Markelle Fultz Practices with Orlando Magic in L.A., Continues to Make Progress in Rehab

Dan Savage
Director of Digital News

LOS ANGELES – There was a familiar face commanding the point and charging up and down the court for the Orlando Magic at practice on Friday.

Markelle Fultz joined the team in Los Angeles and practiced with the squad as he continues to hit milestones in his rehab process from a devastating ACL injury in left knee. Although there’s still no timetable on his return, he was overjoyed to be back on the road going through drills with his teammates.

“It was amazing. (First off) just to be back with the team and be with my brothers and with this organization is amazing, but also just to get back into things and be on the road with these guys and get back into that process is, again, just a great experience,” said Fultz. “Again, just trying to get better, just trying to push these guys to get better, and that’s it really.”

Fultz participated fully in the session, taking part in five-on-five scrimmages, three-on-three action, and shooting drills.

“It’s so great to have him out there,” said Magic Head Coach Jamahl Mosley. “His court presence is great. He’s getting back into it, which is really good. His physicality, his basketball IQ, and then just his spirit of the game. What he brings with the communication, the talking, and getting guys involved. He brings so many of those things, so it’s great to him back on the court (for practice).”

For the 6-foot-4 point guard, this was the next step in his rehab process after he spent time going through practice sessions with the team’s G League affiliate, the Lakeland Magic. He could end up spending more time in Lakeland depending on the Magic's practice, travel and game schedule.

“It helped a lot,” said Fultz of his time in Lakeland. “Once the NBA season started you don’t have that much time we’re you’re allowed to go up-and-down with your brothers. So, being able to go to Lakeland and use that resource to be able to go up-and-down and compete with those guys, and just push myself was all good.”

Fultz’s injury on Jan. 6, 2021 disrupted a breakout season for the University of Washington alum. The No. 1 overall pick in the 2017 NBA Draft was averaging career bests in points (14.3) and assists (6.1) in the seven games prior to suffering a left knee injury in the eighth contest of Orlando’s 2020-21 campaign.

The Magic jumped out to a 6-2 start to that season, but then lost six straight games after Fultz suffered his knee injury.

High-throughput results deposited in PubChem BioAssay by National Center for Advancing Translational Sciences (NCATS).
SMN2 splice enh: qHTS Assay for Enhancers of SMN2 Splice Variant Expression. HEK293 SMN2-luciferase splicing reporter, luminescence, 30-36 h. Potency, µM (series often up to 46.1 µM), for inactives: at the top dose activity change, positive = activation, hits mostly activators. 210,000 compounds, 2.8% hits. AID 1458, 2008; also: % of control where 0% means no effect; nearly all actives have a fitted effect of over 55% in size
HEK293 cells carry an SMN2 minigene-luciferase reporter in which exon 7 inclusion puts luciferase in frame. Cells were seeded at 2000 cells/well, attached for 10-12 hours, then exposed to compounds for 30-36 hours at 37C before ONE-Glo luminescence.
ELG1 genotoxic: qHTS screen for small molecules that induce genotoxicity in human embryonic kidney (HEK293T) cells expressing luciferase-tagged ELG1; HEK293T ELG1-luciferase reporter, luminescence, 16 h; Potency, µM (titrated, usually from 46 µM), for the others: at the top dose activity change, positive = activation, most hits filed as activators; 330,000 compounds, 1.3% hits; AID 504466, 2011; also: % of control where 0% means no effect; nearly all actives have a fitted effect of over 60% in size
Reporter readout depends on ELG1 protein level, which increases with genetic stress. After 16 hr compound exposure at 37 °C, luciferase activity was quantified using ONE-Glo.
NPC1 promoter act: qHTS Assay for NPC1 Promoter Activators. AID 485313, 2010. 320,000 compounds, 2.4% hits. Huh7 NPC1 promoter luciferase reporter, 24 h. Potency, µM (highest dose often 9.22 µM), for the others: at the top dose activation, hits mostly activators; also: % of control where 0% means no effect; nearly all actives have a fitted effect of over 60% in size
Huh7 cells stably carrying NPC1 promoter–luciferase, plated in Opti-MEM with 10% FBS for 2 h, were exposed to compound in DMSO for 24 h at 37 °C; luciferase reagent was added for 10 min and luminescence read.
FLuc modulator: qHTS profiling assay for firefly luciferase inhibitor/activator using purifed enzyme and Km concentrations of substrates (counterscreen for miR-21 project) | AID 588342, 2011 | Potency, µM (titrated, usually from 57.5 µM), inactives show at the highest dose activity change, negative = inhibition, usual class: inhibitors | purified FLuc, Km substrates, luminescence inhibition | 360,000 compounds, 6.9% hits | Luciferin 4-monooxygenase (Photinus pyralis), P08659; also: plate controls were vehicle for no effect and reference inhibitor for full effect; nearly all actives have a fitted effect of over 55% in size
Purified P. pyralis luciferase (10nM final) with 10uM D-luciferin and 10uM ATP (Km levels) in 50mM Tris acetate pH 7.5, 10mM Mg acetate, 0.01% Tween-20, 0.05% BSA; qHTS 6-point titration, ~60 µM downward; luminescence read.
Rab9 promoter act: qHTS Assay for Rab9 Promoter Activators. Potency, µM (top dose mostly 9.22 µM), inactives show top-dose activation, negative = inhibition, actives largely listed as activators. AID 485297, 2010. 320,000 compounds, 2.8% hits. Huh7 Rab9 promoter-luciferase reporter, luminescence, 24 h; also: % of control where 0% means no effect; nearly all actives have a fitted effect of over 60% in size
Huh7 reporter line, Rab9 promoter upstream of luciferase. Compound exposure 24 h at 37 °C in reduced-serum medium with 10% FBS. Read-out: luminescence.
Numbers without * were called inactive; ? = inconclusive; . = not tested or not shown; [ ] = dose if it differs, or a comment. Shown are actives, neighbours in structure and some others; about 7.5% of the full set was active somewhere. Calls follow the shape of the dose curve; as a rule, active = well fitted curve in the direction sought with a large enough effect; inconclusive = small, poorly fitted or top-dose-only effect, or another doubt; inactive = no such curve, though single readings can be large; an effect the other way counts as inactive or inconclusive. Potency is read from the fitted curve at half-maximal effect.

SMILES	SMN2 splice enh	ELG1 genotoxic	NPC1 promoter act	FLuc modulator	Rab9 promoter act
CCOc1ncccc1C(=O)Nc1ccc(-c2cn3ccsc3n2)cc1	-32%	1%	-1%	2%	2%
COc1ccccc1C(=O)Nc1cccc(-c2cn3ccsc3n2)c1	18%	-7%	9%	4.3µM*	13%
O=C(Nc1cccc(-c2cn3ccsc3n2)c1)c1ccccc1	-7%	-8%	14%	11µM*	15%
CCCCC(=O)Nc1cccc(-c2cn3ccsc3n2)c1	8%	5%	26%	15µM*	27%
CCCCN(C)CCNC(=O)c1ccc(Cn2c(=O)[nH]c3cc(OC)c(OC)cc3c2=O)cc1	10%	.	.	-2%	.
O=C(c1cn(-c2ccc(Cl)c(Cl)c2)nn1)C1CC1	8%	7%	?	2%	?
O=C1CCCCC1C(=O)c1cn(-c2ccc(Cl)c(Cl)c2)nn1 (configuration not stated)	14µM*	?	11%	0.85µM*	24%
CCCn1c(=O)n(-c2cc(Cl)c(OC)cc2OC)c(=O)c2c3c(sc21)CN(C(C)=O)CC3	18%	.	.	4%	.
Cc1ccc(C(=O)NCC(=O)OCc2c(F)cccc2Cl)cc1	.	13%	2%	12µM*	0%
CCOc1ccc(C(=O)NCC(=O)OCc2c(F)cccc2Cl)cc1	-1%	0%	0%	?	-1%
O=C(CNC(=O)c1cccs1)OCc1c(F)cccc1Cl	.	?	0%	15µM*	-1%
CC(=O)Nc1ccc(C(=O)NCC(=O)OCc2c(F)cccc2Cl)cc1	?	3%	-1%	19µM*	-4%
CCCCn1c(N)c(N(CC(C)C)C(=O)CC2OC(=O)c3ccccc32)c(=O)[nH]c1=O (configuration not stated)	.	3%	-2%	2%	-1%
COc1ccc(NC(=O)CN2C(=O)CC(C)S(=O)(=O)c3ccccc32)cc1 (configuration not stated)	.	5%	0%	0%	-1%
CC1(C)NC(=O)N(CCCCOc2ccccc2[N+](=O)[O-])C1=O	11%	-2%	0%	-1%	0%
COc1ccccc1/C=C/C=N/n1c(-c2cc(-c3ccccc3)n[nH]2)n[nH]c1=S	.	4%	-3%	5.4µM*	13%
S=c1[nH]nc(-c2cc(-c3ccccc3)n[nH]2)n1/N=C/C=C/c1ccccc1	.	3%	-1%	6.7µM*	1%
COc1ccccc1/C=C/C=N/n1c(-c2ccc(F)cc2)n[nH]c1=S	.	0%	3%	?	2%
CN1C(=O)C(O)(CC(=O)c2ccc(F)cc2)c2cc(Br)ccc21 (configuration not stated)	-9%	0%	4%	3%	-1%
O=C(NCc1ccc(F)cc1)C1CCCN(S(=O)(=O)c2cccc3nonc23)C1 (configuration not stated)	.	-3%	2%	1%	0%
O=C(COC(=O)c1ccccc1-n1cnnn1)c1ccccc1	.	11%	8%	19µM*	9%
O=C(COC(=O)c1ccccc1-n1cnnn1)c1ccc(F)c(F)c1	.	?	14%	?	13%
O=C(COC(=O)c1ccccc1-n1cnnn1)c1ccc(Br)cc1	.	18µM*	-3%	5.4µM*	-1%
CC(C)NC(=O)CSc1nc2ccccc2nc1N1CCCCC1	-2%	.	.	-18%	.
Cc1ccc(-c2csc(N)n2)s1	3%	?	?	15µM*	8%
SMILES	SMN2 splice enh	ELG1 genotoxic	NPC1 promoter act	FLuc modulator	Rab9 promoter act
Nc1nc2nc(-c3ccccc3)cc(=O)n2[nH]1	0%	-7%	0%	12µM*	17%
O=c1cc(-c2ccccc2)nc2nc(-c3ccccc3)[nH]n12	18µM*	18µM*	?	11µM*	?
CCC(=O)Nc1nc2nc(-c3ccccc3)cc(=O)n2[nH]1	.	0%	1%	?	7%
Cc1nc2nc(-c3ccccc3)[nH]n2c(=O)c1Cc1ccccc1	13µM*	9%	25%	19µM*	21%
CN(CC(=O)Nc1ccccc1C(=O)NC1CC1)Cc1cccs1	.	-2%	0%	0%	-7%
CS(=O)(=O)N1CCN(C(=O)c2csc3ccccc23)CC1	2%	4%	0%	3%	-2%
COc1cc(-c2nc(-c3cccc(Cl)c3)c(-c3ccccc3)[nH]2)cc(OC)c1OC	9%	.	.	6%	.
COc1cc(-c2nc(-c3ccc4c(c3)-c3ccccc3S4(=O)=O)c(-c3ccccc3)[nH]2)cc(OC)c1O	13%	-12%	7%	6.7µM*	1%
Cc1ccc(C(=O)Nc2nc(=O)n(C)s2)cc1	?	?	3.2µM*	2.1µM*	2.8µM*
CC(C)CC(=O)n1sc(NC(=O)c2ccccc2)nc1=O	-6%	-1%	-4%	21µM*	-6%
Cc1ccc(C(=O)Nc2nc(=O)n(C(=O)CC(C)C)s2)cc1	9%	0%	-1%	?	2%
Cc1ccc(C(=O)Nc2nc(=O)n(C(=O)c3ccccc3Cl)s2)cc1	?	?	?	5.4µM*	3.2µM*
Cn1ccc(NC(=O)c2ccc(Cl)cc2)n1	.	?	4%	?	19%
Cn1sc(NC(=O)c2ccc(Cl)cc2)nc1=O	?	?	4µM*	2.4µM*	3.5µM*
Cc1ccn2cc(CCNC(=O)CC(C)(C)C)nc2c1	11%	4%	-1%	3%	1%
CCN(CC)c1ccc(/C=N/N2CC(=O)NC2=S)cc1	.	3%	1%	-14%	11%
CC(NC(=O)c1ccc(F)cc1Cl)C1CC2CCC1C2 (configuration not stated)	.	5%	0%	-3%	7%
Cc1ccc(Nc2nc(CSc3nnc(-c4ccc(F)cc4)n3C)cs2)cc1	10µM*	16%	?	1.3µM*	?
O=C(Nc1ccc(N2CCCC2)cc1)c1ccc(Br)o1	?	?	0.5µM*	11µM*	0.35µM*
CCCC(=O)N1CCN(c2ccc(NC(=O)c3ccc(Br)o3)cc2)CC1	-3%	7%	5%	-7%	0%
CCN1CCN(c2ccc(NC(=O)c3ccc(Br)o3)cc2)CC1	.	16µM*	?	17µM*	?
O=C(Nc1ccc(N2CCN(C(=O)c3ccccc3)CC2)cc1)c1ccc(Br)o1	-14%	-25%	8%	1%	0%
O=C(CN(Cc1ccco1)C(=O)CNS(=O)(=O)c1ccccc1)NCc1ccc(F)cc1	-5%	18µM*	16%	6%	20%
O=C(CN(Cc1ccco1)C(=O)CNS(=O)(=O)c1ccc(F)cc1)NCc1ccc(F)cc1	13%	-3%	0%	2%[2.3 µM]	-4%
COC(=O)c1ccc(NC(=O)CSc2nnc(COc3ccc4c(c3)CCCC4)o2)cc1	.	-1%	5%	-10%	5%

“I felt like I was just getting started into a real good groove with a full summer under my belt after coming back for a full season,” Fultz said recently. “Just building mentally. Where I took the big step in the summer was watching a lot of film and understanding the game and slowing it down even more.”

While some fans will certainly clamor to get an exact timeline for Futlz’s return – as well as that of Jonathan Isaac – expect the team to remain steadfast in its policy of focusing on conducting the rehab process the right way rather than stamping unnecessary deadlines on returns.

“I know our fans can get frustrated with some of this, but we always want to put our fans first and be as transparent as possible,” Magic President of Basketball Operations Jeff Weltman said in late November. “That said, the way that we manage our injuries has to be done with the benefit of our players which is they’re showing up every day, they’re doing their work, and they have to know that the timetables are going to be in accordance with the results of their work. So, no injuries are the same, no two bodies are the same.”

It’s a process that’s appreciated by Fultz, who was acquired by the Magic via a trade deadline deal in Feb. 2019 in the midst of rehabbing his shoulder. It’s something he noticed and valued from day one of his arrival.

“It’s amazing, ever since I first came over here, dealing with the shoulder injury,” Fultz said recently. “That’s the one thing, I always felt like they had open arms, there was no rush (and) I didn’t feel any pressure. But at the same time, we’re all about getting work done. They’ve done a great job of just comforting me and making sure that I’m okay, but also doing the things I need to do to make sure I’m ready. I love the game, so I don’t want to be out any longer than I have to be. It’s all about being smart. They do a great job of making sure that we understand that they’re not putting any (unnecessary) pressure on us.”